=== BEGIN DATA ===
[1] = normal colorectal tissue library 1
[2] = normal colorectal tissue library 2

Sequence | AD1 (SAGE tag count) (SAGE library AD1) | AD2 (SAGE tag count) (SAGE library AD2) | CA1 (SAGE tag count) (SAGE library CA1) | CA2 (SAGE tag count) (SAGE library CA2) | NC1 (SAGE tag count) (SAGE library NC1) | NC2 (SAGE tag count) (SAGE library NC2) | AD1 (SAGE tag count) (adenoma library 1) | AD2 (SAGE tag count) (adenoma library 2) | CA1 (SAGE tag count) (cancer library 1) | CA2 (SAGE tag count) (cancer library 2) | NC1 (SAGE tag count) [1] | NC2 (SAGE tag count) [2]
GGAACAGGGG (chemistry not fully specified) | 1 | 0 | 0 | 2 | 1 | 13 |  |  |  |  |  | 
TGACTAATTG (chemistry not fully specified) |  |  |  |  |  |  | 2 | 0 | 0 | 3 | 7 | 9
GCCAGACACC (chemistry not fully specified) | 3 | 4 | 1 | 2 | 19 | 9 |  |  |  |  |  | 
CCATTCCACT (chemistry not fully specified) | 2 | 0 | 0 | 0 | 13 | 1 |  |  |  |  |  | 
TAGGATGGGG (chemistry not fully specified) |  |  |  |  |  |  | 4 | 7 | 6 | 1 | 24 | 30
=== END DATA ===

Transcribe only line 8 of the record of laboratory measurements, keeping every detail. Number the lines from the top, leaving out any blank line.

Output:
TAGGATGGGG (chemistry not fully specified) |  |  |  |  |  |  | 4 | 7 | 6 | 1 | 24 | 30